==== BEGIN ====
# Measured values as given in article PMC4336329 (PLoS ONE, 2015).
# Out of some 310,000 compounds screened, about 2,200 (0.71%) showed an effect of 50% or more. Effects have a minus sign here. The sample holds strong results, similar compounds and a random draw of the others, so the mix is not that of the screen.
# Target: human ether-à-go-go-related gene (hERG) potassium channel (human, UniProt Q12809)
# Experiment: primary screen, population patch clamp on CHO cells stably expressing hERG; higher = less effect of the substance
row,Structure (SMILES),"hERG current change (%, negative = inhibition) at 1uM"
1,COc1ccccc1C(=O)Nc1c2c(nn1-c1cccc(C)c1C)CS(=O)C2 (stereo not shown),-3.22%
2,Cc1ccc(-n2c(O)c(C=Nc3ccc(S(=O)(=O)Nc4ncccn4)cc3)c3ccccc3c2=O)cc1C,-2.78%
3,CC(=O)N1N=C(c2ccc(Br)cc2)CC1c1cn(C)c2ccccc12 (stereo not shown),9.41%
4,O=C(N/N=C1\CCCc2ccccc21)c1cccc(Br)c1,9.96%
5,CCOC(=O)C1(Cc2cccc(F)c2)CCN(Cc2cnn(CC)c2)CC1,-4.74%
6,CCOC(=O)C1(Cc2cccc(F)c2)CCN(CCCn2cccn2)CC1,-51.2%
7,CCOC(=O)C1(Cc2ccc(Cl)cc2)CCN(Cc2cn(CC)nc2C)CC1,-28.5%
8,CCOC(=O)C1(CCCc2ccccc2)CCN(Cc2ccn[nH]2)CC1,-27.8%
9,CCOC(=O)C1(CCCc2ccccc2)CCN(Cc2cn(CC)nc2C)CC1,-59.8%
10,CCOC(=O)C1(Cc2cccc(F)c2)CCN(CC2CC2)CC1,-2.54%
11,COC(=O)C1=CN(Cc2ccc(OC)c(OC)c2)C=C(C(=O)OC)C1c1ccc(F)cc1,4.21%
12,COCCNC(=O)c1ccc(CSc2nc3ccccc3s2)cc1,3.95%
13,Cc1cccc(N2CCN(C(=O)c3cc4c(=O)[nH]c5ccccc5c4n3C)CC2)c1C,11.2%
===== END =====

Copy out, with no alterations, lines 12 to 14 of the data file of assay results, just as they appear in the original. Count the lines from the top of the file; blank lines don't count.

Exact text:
7,CCOC(=O)C1(Cc2ccc(Cl)cc2)CCN(Cc2cn(CC)nc2C)CC1,-28.5%
8,CCOC(=O)C1(CCCc2ccccc2)CCN(Cc2ccn[nH]2)CC1,-27.8%
9,CCOC(=O)C1(CCCc2ccccc2)CCN(Cc2cn(CC)nc2C)CC1,-59.8%